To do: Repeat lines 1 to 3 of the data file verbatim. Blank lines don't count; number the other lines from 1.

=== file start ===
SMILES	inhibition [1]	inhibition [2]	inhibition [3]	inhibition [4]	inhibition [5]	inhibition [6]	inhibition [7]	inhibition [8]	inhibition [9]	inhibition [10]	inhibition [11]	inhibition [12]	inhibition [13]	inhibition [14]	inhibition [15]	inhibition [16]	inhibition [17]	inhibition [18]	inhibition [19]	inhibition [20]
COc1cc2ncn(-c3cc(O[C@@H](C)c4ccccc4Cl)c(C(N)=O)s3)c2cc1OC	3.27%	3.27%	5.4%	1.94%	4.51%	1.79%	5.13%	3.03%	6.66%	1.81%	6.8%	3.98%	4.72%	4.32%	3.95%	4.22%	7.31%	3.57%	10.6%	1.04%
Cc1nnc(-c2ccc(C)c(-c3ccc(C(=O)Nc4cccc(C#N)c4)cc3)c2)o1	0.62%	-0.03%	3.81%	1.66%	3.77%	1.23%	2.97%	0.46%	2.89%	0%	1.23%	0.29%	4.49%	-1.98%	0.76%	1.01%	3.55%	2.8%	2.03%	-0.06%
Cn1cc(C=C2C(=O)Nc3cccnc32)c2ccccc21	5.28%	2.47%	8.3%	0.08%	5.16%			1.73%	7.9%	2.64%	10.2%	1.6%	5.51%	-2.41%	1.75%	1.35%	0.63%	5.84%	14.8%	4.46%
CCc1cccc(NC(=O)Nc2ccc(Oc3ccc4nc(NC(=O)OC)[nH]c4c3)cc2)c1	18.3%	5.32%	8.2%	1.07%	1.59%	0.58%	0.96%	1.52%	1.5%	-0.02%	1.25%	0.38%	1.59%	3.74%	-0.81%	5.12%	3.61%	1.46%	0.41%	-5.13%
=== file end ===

SMILES	inhibition [1]	inhibition [2]	inhibition [3]	inhibition [4]	inhibition [5]	inhibition [6]	inhibition [7]	inhibition [8]	inhibition [9]	inhibition [10]	inhibition [11]	inhibition [12]	inhibition [13]	inhibition [14]	inhibition [15]	inhibition [16]	inhibition [17]	inhibition [18]	inhibition [19]	inhibition [20]
COc1cc2ncn(-c3cc(O[C@@H](C)c4ccccc4Cl)c(C(N)=O)s3)c2cc1OC	3.27%	3.27%	5.4%	1.94%	4.51%	1.79%	5.13%	3.03%	6.66%	1.81%	6.8%	3.98%	4.72%	4.32%	3.95%	4.22%	7.31%	3.57%	10.6%	1.04%
Cc1nnc(-c2ccc(C)c(-c3ccc(C(=O)Nc4cccc(C#N)c4)cc3)c2)o1	0.62%	-0.03%	3.81%	1.66%	3.77%	1.23%	2.97%	0.46%	2.89%	0%	1.23%	0.29%	4.49%	-1.98%	0.76%	1.01%	3.55%	2.8%	2.03%	-0.06%